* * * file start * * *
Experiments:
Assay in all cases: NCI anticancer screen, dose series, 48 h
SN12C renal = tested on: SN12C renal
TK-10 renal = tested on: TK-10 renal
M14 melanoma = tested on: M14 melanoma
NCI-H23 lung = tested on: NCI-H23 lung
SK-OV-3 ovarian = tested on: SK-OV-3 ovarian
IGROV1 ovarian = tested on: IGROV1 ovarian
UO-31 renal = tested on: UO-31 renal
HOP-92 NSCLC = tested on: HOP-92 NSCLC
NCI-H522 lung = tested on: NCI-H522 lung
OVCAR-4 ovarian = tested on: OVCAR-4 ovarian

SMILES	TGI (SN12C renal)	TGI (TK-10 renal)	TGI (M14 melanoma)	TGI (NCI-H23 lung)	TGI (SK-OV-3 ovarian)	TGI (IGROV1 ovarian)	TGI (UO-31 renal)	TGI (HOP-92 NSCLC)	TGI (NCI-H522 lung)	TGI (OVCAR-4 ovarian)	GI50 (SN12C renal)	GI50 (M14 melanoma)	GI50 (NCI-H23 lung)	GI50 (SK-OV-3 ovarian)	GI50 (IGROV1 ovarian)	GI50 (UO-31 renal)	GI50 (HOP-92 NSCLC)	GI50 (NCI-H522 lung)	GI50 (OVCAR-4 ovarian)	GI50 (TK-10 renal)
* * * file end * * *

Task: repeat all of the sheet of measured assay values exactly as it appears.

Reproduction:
Experiments:
Assay in all cases: NCI anticancer screen, dose series, 48 h
SN12C renal = tested on: SN12C renal
TK-10 renal = tested on: TK-10 renal
M14 melanoma = tested on: M14 melanoma
NCI-H23 lung = tested on: NCI-H23 lung
SK-OV-3 ovarian = tested on: SK-OV-3 ovarian
IGROV1 ovarian = tested on: IGROV1 ovarian
UO-31 renal = tested on: UO-31 renal
HOP-92 NSCLC = tested on: HOP-92 NSCLC
NCI-H522 lung = tested on: NCI-H522 lung
OVCAR-4 ovarian = tested on: OVCAR-4 ovarian

SMILES	TGI (SN12C renal)	TGI (TK-10 renal)	TGI (M14 melanoma)	TGI (NCI-H23 lung)	TGI (SK-OV-3 ovarian)	TGI (IGROV1 ovarian)	TGI (UO-31 renal)	TGI (HOP-92 NSCLC)	TGI (NCI-H522 lung)	TGI (OVCAR-4 ovarian)	GI50 (SN12C renal)	GI50 (M14 melanoma)	GI50 (NCI-H23 lung)	GI50 (SK-OV-3 ovarian)	GI50 (IGROV1 ovarian)	GI50 (UO-31 renal)	GI50 (HOP-92 NSCLC)	GI50 (NCI-H522 lung)	GI50 (OVCAR-4 ovarian)	GI50 (TK-10 renal)